In September 2015, a scientist based at the London's Crick Institute, Dr Kathy Niakan submitted the UK's first request to the Human Embriology and Fertilisation Authority (HFEA) for permission to edit the genomes of human embryos.
A few weeks before Dr Niakan's application, the Academy of Medical Sciences and other leading UK research organisations issued a joint statement in support of continuing research into genome editing techniques in preclinical research.
Today the HFEA approved Dr Niakan's application to conduct basic research using genetic editing in human embryos.
Professor Sir Robert Lechler, President of the Academy of Medical Sciences commented on the regulator's decision:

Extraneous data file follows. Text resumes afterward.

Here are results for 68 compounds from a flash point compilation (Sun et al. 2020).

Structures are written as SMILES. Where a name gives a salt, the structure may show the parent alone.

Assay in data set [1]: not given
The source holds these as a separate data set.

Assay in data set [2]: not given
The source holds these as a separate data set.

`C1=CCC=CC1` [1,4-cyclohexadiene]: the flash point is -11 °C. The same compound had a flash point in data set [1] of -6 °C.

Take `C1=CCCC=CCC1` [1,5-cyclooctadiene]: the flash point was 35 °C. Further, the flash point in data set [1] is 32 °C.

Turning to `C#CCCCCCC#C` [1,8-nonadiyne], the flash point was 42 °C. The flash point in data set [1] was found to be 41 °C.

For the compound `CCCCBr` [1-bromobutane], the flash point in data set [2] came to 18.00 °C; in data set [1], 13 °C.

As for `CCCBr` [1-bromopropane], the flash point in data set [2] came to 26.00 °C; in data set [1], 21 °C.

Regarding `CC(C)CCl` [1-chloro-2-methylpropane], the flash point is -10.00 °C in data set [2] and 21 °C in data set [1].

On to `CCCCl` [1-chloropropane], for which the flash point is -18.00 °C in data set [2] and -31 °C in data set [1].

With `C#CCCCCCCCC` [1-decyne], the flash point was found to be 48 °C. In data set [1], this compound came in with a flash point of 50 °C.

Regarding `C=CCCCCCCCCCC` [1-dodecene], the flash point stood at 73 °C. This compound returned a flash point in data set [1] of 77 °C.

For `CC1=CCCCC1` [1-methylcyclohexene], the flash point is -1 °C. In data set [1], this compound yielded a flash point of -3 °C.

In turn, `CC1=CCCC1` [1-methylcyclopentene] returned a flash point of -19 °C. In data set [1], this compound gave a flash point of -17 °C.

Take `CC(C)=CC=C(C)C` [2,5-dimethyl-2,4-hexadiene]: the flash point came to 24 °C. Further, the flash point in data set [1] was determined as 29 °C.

"It is reassuring to see the HFEA approving Dr Niakan’s proposal. Studies such as this, that focus on asking basic questions about human-embryo development, are needed to help answer the many scientific and ethical questions remaining in this field.
"Genetic editing may in the future be applied clinically, to treat or prevent otherwise untreatable and serious genetic diseases. It is important that an open debate continues between not just researchers, but ethicists, healthcare professionals, regulators, relevant patients and their families, and the wider public.
"Dr Niakan's study will not just help to advance the biomedical sciences, but will further inform this ongoing debate, while keeping the UK at the forefront in the field."
For more information, please visit our policy project page on genome editing.